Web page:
Link to comment
Share on other sites

A nut splitter can be very handy, especially when there's not much room to get a grinder to it.

https://www.amazon.com/Steelgrip-2265015-Nut-Splitter-Piece/dp/B003MQIVZA/ref=sr_1_4?crid=3JCQH7L2LY0GL&keywords=nut+splitter+tool&qid=1552858474&s=hi&sprefix=nut+splitt%2Cgarden%2C720&sr=1-4

 

I wouldn't throw your angle grinder away. I assume it's electric. I would guess it's got a brush stuck and not contacting the commutator. Most electric tools have access for removing the brushes without having to dismantle it.

 

 

“If you can't explain it simply, you don't understand it well enough.”

--Albert Einstein

 

Link to comment
Share on other sites

Mmh, I’d have to have another look but I don’t think there is a reset anything. Thanks for the idea though!

Link to comment
Share on other sites

Oh! Missed the nut splitter idea while I was replying, great idea and looks real easy. And I have the feeling I’ll be getting quite some milage out of it while disassembling ;-)

That’s gonna be interesting! Thanks Don!

Link to comment
Share on other sites

I'd let penetrating oil do the talking for a while. The nut isn't is a nut, its a massive retainer, I don't think it would break as a regular nut would, but I think if you use a similar tool just to prevent it turns a full rotation while you turn in the inside, You could also try to hammer a flat screwdriver in between this retainer plate and the bracket.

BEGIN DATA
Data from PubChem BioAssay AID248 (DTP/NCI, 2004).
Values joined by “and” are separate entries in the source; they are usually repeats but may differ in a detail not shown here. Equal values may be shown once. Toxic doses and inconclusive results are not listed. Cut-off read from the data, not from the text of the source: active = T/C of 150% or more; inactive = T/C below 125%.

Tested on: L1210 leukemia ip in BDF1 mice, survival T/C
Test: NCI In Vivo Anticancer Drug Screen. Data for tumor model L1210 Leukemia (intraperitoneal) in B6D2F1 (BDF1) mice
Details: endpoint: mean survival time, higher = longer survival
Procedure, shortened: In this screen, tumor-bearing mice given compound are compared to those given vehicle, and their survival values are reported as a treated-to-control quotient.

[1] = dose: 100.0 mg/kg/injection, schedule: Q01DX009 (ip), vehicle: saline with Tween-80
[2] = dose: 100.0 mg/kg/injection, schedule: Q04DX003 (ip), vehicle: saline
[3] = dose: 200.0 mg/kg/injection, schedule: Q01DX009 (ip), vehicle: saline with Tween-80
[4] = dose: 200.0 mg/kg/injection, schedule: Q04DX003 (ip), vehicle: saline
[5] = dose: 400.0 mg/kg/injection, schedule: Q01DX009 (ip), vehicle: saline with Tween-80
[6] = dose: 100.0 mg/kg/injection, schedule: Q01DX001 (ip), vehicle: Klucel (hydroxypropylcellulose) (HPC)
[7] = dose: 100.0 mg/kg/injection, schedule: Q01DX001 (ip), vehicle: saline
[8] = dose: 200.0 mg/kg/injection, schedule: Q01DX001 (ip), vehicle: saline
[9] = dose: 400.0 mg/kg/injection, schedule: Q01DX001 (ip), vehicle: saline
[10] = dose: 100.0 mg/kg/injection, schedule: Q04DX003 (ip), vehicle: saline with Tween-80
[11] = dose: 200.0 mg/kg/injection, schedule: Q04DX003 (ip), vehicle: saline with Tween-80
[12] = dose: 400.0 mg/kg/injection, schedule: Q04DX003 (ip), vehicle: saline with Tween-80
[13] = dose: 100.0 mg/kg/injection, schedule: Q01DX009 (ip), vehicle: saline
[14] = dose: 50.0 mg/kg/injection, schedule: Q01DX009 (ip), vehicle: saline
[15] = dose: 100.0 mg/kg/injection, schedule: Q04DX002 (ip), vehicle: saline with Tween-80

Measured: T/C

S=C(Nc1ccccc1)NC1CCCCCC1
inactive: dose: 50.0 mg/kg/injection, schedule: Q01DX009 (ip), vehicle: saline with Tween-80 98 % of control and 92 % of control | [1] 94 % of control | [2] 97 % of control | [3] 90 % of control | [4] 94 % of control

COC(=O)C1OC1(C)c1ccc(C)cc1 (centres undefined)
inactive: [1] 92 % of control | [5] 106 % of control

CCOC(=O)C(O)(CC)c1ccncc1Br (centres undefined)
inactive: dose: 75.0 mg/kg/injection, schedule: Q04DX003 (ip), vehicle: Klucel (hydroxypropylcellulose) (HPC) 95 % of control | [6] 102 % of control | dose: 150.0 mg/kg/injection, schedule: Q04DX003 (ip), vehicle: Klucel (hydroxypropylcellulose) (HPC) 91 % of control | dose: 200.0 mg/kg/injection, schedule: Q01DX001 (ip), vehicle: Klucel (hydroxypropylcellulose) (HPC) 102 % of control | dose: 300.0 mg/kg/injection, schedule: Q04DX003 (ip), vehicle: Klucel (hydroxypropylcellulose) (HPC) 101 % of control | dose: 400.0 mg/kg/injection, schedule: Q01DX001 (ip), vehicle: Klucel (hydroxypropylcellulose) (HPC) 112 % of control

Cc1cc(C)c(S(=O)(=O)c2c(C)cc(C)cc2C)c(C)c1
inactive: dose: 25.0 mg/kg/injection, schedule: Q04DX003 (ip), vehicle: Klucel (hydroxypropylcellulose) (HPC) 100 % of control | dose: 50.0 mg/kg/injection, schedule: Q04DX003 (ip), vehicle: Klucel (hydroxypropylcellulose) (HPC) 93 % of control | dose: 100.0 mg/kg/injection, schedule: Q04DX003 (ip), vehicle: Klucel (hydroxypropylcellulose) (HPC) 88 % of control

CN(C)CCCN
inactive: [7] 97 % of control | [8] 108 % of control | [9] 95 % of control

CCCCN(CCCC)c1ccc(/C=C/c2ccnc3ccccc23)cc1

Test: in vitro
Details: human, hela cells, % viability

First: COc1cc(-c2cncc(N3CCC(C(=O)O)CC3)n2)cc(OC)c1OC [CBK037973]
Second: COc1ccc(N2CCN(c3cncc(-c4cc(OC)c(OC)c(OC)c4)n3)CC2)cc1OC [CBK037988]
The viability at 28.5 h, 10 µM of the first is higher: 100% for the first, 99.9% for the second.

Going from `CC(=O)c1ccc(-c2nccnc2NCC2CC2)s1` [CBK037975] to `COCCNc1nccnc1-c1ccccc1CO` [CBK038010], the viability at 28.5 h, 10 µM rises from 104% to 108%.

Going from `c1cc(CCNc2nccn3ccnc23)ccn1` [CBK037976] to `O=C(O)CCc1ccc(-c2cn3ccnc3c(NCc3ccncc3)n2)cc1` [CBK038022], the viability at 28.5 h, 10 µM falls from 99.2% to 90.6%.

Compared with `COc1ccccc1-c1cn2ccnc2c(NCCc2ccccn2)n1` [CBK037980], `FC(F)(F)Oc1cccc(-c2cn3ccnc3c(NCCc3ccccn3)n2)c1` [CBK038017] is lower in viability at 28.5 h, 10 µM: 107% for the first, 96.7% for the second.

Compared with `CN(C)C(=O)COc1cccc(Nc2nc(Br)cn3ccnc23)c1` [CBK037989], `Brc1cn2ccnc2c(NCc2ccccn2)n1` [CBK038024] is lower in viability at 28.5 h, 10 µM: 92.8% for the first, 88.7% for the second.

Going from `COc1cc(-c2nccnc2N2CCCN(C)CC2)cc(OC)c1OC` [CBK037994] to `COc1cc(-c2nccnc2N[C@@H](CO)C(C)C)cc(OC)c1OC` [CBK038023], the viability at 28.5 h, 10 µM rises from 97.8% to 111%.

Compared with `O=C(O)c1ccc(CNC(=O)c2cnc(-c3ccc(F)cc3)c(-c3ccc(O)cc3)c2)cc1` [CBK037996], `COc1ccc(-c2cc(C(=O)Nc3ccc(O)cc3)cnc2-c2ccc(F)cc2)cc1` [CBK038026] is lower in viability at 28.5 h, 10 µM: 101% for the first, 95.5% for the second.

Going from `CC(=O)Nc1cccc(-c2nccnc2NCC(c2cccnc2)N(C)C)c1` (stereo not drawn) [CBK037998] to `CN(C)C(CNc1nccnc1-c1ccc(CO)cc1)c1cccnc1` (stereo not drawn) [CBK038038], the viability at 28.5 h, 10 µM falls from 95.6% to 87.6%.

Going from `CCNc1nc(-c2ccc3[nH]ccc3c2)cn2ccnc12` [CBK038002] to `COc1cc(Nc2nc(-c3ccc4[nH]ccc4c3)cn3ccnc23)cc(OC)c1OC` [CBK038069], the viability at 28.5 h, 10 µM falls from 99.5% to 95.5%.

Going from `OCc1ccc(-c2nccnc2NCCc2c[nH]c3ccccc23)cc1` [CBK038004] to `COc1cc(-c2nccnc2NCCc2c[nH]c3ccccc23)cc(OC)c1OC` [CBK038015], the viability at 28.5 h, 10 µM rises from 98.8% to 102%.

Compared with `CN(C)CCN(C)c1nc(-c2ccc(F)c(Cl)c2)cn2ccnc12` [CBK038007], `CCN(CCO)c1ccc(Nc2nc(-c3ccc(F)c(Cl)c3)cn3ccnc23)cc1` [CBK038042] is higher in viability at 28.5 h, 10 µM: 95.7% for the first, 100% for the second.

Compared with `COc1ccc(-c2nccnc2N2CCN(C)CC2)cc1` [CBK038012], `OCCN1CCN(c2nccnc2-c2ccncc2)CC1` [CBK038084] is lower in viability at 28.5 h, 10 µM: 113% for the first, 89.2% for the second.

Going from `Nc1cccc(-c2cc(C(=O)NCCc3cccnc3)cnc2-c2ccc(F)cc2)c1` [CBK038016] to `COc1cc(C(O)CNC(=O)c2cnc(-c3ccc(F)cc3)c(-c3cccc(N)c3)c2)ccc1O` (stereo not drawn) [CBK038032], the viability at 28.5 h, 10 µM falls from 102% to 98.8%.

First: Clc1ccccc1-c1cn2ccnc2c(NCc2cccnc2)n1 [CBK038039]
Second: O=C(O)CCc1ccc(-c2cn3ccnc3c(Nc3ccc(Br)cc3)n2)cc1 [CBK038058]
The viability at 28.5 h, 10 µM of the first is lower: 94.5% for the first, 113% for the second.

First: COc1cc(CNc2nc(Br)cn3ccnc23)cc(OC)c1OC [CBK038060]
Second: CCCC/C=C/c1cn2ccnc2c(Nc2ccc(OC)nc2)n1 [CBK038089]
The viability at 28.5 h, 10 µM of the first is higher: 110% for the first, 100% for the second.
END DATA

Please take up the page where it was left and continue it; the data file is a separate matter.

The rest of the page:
As it's not a problem to damage the tail panel as you're going to replace it, you could also cut the sheetmetal from the inside where the bracket bolt is.

73 modified Grande 351C. (Finally back on the road woohoo!) 

71 429CJ. ( In progress )

Link to comment
Share on other sites

I left it dripping with penetrating oil for one last attempt. You are right about it not being a regular nut. It's a square nut squeezed in a retainer plate. That plate broke though so the nut is now loose from the plate but totally stuck on the bolt. I'll think about cutting up the panel, that could very well be a viable option, too. Thanks! :-)

Link to comment
Share on other sites

Well, I’m on my way to victory:

 

9c7b3517059bc798fc9f67e4697f0776.jpg

 

The bumper is off. Only because I found out the brackets are not stuck to the bumper. I expected them to be welded on, thinking the bolts were only there to mount the bumper guards. Why make holes in the bumper if you do not have the guards eh...

 

So I removed the bolts holding the bumper on the bracket. Now it is just the bracket left:

 

4f0ac50f096dc805de67da6e0ed214f5.jpg